Dental Insurance: Full-Coverage or Supplemental

Going to the dentist is not on the top of anyone’s list of favorite things to do. But finding yourself stuck with a hefty dentist bill can be even less fun.

Everyone knows that they should have health insurance, and if you care about your teeth, you should add dental insurance to your list of “must haves.” But when shopping for dental insurance, how can you know which type of plan to get?

Essentially, there are two primary – and distinct – forms of dental insurance: full-coverage insurance and supplementary insurance.

Full-Coverage Dental Insurance

Full-coverage dental insurance is very similar to your standard health insurance coverage. You pay a premium to the insurance company and then if necessary, only a portion of the actual dental costs. And when you need to go to the dentists, you often will need to visit a dentist that is part of the dental insurance company’s network in order to get receive the greatest benefits from the plan.

It is important to note that while this type of insurance is called “full-coverage,” it actually does not cover all dental costs. Often, the policy will cover a portion of more expensive procedures, requiring that you make up the difference.

What is typically fully covered by most dental insurance plans is basic dental care, which includes routine checkups and cleanings – one every six months is standard. This type of preventative care is important to both you and your insurance company because it helps avert the development of more expensive dental work.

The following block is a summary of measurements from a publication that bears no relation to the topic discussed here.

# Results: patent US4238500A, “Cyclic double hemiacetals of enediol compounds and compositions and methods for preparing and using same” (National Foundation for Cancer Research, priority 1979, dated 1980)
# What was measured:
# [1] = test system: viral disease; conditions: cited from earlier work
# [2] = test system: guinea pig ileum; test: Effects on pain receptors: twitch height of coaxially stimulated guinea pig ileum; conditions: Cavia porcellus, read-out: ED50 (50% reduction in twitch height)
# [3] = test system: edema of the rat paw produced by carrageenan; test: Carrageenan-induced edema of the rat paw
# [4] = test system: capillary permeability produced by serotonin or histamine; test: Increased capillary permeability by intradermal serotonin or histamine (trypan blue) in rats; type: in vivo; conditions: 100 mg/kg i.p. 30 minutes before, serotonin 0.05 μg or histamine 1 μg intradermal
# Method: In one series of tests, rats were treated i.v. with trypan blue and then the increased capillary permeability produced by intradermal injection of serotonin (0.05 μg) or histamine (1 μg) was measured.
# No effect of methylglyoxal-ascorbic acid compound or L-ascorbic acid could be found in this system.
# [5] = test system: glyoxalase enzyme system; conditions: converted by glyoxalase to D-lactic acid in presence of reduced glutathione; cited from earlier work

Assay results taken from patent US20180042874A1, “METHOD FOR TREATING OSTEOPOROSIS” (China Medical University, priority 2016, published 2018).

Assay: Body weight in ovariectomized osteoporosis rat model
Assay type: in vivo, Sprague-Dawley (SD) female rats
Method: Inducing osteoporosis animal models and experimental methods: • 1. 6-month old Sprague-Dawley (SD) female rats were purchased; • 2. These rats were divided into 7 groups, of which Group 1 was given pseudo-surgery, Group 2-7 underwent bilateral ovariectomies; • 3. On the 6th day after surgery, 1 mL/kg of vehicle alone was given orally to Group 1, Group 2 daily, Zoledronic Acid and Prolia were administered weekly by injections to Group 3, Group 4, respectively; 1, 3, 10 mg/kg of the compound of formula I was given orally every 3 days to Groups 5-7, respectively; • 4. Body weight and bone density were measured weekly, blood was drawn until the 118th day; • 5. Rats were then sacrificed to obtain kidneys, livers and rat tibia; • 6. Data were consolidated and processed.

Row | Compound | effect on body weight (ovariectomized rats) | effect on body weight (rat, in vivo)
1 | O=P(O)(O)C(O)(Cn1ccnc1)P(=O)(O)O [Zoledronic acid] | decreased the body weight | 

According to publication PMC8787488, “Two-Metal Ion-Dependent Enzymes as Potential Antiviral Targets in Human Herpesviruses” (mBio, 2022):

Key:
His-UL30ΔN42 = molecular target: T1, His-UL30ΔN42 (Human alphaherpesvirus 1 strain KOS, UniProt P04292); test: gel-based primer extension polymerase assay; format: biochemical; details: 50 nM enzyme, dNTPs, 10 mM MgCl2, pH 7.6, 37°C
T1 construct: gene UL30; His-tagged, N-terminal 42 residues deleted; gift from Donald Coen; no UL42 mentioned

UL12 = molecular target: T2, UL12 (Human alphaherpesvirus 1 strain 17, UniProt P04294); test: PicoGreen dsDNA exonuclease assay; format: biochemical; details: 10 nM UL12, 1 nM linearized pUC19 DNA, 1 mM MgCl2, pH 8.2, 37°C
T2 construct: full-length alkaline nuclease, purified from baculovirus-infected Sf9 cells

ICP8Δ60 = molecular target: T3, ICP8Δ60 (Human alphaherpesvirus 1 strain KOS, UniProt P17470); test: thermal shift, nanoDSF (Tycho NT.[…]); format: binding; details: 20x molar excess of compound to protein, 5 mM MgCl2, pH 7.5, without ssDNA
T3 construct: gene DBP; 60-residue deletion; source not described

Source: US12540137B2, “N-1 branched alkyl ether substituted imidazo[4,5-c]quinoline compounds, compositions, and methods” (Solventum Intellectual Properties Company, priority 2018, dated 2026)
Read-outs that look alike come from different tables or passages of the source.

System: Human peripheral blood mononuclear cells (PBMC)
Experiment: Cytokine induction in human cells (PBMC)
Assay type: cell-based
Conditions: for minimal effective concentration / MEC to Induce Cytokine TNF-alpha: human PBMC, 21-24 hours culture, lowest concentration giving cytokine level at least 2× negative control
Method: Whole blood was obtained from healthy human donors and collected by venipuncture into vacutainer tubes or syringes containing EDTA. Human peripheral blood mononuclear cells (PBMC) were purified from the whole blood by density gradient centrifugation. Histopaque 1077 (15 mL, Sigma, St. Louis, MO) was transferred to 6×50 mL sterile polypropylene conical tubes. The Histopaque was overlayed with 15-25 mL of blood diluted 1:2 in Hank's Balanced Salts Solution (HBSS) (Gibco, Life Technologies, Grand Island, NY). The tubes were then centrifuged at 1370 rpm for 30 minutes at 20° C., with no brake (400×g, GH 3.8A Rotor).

The next level, or secondary category, of dental care consists of minor work, such as root canals, caps and bonding. Most full-coverage dental insurance plans will cover a good chunk of the costs for this type of work. However, it is recommended that before you have any minor work done, you check your insurance policy to find out what portion is actually covered in order to avoid an unpleasant surprise in the form of an unexpectedly large bill.

Finally, there are procedures that fall within the category of major dental care, which can include orthodontic work, dentures and surgery. For this category, most insurance policies will cover an even smaller proportion of the total costs. Again, it is best to find out exactly what that proportion is before undergoing any major dental care.

Supplemental Dental Insurance

Just like it sounds, supplemental dental insurance in essence supplements your full-coverage insurance. The monthly premium is typically lower than that for your full-coverage insurance and can help lower your total costs for any procedures that are not fully covered by your primary dental insurance.

There are three primary types of supplemental dental insurance plans:

  • Dental Discount Plans, designed to lower dental costs by leveraging the large number of members in order to negotiate lower prices from dental care providers and then pass those savings on to their members.
  • Discounted Student Dental Plans, designed specifically for college student who might lose coverage under their parents’ dental plan once they turn 18; these discounted plans typically cover cleanings, x-rays, fluoride treatments, routine fillings and emergency dental treatment for pain relief.
  • Dental Insurance Preferred Provider Network Plans, consisting of a network of dentists who have agreed to offer discounted services to the plan’s membership; often, members are able to switch to different dentists within the plan’s network.
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